Living With Angelman Syndrome
Aids and Adaptations
Aids and adaptations can help provide people with Angelman syndrome the assistance they require to perform daily tasks and to improve mobility and communication. Learn more about some of these aids and adaptations by clicking the link below.
People with Angelman syndrome may not respond in predictable ways to anesthesia, and there are a variety of considerations to keep in mind when using anesthesia in Angelman patients. Learn more about how anesthesia affects people with Angelman by clicking the link below.
Exercise and physical activity, such as walking, swimming, or equine therapy, may help Angelman patients to improve their strength, coordination, balance, and posture. Click the link below to learn more about how a supervised exercise program can benefit Angelman patients.
To help control seizures in Angelman syndrome, two types of diet may be prescribed to patients: the ketogenic diet and the low glycemic index diet. Learn more about these diets by clicking the link below.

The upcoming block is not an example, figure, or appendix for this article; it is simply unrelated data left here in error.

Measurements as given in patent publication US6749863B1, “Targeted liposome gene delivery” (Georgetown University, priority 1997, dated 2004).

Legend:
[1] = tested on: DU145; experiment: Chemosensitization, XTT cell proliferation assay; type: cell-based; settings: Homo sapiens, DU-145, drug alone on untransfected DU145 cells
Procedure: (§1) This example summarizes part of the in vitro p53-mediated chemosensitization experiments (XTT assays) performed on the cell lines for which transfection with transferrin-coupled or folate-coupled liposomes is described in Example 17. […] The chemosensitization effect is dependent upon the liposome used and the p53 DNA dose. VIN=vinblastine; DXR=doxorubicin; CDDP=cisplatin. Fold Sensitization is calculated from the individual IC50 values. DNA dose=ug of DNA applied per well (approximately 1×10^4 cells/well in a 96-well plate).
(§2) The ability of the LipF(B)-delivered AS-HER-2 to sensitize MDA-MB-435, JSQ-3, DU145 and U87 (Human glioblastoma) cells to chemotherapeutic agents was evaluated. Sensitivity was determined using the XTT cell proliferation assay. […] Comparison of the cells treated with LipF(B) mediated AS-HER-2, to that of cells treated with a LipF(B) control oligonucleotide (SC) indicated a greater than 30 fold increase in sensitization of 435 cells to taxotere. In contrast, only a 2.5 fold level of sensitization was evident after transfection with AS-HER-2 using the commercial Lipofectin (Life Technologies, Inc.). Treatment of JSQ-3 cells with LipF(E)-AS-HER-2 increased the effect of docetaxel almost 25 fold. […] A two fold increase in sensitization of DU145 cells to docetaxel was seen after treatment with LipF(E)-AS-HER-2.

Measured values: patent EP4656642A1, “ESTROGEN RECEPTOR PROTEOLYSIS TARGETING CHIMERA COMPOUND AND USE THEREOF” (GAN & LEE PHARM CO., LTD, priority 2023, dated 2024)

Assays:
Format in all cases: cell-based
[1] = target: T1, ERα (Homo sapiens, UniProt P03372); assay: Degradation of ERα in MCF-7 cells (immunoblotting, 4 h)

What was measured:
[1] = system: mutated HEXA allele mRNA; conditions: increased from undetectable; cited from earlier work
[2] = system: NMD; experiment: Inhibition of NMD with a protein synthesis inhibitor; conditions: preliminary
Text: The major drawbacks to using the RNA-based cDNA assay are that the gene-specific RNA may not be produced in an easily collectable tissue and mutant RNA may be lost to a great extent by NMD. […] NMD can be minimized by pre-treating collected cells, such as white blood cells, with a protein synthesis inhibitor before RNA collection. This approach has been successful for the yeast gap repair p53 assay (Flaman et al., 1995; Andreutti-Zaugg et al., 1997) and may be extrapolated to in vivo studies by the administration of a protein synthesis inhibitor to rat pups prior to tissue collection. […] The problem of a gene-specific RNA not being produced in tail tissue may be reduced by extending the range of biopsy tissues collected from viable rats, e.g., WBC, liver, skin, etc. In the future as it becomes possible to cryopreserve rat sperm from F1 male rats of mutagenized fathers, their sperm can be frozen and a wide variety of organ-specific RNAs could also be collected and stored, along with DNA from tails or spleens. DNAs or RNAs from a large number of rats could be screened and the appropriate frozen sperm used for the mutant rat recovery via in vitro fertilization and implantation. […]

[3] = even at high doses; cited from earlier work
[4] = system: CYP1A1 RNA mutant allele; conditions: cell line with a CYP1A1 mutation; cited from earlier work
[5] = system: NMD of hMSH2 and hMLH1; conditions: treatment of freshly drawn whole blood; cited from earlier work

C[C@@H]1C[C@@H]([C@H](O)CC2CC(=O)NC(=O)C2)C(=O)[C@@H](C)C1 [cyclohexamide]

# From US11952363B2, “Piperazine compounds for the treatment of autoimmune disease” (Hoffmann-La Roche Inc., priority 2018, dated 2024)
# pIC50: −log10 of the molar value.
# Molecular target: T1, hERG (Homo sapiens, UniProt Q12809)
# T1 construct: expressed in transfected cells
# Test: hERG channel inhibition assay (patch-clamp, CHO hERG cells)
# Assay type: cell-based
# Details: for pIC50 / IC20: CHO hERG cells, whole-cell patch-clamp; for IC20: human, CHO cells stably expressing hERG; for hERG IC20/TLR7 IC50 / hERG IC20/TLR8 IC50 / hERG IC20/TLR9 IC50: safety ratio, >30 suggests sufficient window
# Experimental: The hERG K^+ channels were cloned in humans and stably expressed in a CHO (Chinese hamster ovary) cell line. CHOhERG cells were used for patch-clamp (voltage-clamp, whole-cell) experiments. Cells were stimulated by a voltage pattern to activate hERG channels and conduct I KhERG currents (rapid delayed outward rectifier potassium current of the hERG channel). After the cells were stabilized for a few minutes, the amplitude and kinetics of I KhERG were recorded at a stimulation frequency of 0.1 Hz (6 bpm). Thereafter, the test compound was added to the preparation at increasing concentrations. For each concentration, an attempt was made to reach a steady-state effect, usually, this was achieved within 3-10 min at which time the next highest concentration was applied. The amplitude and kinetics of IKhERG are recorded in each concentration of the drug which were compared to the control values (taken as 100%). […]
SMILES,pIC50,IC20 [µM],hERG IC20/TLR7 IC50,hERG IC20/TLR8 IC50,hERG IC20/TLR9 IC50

Sleep disturbances are a common symptom of Angelman syndrome. Abnormal sleep patterns can negatively affect a patient’s health and daily activities, and may lead to frustration and irritability among caregivers. Click the link below to learn more about sleep issues in Angelman and how they can be managed.
Children with Angelman syndrome have cognitive and developmental delays, which can make school difficult. To overcome some of these challenges, parents and caregivers may want to develop an individualized education plan with their child’s school faculty. Learn more about school and Angelman syndrome by clicking the link below.
When there is evidence through family history or initial clinical evaluation of the presence of Angelman syndrome, a primary healthcare provider may refer patients and their family members for genetic counseling to help them understand more about the nature of the disease. Click the link below to learn more about genetic counseling for Angelman.